Natural enemies

Competition is an interaction between organisms or species, in which the fitness of one is lowered by the presence of another. Limited supply of at least one resource (such as food, water, and territory) used by both can be a factor.[1] Competition both within and between species is an important topic in ecology, especially community ecology. Competition is one of many interacting biotic and abiotic factors that affect community structure. Competition among members of the same species is known as intraspecific competition, while competition between individuals of different species is known as interspecific competition. Competition is not always straightforward, and can occur in both a direct and indirect fashion.[2]

According to the competitive exclusion principle, species less suited to compete for resources should either adapt or die out, although competitive exclusion is rarely found in natural ecosystems. According to evolutionary theory, this competition within and between species for resources plays a very relevant role in natural selection, however, competition may play less of a role than expansion among larger groups such as families.[2]

Types of competition

By mechanism

The following terms describe mechanisms by which competition occurs, which can generally be divided into direct and indirect. These mechanisms apply equally to intraspecific and interspecific competition. ...


Interference competition
Occurs directly between individuals via aggression etc. when the individuals interfere with foraging, survival, reproduction of others, or by directly preventing their physical establishment in a portion of the habitat.
Exploitation competition
Occurs indirectly through a common limiting resource which acts as an intermediate. For example, use of resources depletes the amount available to others, or they compete for space. Also known as exploitative competition.
Apparent competition
Occurs indirectly between two species which are both preyed upon by the same predator. For example, species A and species B are both prey of predator C. The increase of species A may cause the decrease of species B, because the increase of As may aid in the survival of predator Cs, which will increase the number of predator Cs, which in turn will hunt more of species B.[3]


By species

Intraspecific competition

... Intraspecific competition occurs when members of the same species compete for the same resources in an ecosystem. The organism that obtains less resources, will usually perform less well than if it lives alone, Although in this situation it may actually be more useful to think in terms of resource availability than competition. ...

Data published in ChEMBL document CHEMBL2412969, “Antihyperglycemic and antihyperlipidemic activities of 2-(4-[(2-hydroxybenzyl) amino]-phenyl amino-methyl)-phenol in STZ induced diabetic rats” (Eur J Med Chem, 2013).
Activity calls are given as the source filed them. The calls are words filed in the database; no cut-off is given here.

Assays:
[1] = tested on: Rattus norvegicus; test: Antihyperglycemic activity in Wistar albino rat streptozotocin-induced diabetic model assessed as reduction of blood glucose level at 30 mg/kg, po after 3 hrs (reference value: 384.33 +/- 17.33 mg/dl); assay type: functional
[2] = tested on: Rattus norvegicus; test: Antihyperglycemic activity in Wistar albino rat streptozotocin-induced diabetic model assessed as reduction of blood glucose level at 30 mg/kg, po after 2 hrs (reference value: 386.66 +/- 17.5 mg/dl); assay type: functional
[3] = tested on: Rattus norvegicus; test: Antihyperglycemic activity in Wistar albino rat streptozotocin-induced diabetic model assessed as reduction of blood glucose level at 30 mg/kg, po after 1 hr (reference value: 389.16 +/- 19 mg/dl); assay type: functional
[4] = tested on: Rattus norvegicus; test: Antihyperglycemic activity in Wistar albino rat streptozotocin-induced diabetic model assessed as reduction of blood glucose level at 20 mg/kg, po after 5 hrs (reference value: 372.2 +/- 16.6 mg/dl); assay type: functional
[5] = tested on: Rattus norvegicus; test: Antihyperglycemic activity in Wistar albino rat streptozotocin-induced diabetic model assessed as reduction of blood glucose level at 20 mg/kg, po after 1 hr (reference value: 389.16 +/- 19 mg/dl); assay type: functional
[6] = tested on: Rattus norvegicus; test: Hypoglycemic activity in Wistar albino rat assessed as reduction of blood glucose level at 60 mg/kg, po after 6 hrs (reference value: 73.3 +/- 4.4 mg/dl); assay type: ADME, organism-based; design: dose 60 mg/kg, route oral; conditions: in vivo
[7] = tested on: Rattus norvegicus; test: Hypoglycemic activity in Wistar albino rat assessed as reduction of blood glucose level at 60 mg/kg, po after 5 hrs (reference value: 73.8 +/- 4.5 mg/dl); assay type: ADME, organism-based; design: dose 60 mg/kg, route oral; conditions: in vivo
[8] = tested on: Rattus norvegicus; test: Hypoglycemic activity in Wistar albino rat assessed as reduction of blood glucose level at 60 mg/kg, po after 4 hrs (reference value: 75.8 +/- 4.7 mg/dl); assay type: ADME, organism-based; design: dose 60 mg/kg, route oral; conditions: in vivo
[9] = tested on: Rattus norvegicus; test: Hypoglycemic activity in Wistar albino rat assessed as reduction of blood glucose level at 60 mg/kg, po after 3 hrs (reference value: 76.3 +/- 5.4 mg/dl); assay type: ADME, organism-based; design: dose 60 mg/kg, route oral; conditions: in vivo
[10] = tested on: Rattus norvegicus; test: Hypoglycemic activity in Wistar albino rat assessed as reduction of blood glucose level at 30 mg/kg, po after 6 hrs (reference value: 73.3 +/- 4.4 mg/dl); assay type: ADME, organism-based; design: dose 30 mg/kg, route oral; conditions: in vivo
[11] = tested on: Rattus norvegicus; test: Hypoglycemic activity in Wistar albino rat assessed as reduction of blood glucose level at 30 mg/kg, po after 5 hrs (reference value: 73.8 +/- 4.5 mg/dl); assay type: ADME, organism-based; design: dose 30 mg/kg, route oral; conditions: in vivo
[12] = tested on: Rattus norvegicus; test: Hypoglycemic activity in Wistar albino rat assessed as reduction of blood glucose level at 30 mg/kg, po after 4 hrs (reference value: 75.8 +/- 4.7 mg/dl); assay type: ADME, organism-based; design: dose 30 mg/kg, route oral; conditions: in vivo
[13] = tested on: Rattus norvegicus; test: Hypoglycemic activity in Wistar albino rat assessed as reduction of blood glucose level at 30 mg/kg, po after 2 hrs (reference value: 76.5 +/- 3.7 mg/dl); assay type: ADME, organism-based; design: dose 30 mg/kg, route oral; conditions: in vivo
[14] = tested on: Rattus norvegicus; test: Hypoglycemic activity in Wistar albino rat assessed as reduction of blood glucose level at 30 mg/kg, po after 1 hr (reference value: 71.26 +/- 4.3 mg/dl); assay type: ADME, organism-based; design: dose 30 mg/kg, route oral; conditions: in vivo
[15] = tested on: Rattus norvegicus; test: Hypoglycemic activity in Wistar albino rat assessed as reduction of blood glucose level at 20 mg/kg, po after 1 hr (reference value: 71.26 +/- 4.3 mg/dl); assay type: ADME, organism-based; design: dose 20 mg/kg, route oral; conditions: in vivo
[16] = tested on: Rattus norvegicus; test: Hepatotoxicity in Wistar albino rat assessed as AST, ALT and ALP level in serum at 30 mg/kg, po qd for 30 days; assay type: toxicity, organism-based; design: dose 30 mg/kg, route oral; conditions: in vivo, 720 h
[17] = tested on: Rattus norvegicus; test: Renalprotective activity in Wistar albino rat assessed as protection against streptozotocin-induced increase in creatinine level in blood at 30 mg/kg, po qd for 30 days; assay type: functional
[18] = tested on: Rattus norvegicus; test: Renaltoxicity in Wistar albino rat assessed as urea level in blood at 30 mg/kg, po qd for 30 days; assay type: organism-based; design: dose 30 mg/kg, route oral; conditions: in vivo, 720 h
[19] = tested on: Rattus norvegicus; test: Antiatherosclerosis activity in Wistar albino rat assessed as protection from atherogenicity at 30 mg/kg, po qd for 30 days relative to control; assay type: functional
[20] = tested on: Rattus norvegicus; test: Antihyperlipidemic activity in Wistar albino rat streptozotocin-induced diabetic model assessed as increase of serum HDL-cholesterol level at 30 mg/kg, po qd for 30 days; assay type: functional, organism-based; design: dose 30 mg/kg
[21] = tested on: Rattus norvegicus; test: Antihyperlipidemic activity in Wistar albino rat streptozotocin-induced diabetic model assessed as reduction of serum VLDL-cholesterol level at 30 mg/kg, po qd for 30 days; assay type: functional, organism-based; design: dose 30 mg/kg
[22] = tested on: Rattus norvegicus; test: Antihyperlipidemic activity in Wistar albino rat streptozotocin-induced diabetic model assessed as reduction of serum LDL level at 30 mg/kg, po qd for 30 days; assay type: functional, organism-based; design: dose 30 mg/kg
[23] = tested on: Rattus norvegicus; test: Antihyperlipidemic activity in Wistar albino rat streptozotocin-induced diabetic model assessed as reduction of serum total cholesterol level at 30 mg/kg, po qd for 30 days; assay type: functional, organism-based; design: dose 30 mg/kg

Interspecific competition

Interspecific competition may occur when individuals of two separate species share a limiting resource in the same area. If the resource cannot support both populations, then lowered fecundity, growth, or survival may result in at least one species. Interspecific competition has the potential to alter populations, communities and the evolution of interacting species. ... An example among animals could be the case of cheetahs and lions; since both species feed on similar prey, they are negatively impacted by the presence of the other because they will have less food, however they still persist together, despite the prediction that under competition one will displace the other. In fact, lions sometimes steal prey items killed by cheetahs. Potential competitors can also kill each other, and this phenomenon is called 'intraguild predation'. For example, in southern California coyotes often kill and eat gray foxes and bobcats, all three carnivores sharing the same stable prey (small mammals).[4]

Competition has been observed between individuals, populations and species, but there is little evidence that competition has been the driving force in the evolution of large groups. For example, between reptiles and mammals. Mammals lived beside reptiles for many millions of years of time but were unable to gain a competitive edge until dinosaurs were devastated by the Cretaceous–Paleogene extinction event.[2]

Evolutionary strategies

Main article: r/K selection theory

In evolutionary contexts, competition is related to the concept of r/K selection theory, which relates to the selection of traits which promote success in particular environments. The theory originates from work on island biogeography by the ecologists Robert MacArthur and E. O. Wilson.[5]

In r/K selection theory, selective pressures are hypothesised to drive evolution in one of two stereotyped directions: r- or K-selection.[6] These terms, r and K, are derived from standard ecological algebra, as illustrated in the simple Verhulst equation of population dynamics:[7]

\frac{dN}{dt}=rN\left(1 - \frac{N}{K}\right) \qquad \!

where r is the growth rate of the population (N), and K is the carrying capacity of its local environmental setting. Typically, r-selected species exploit empty niches, and produce many offspring, each of whom has a relatively low probability of surviving to adulthood. In contrast, K-selected species are strong competitors in crowded niches, and invest more heavily in much fewer offspring, each of whom has a relatively high probability of surviving to adulthood.

See also


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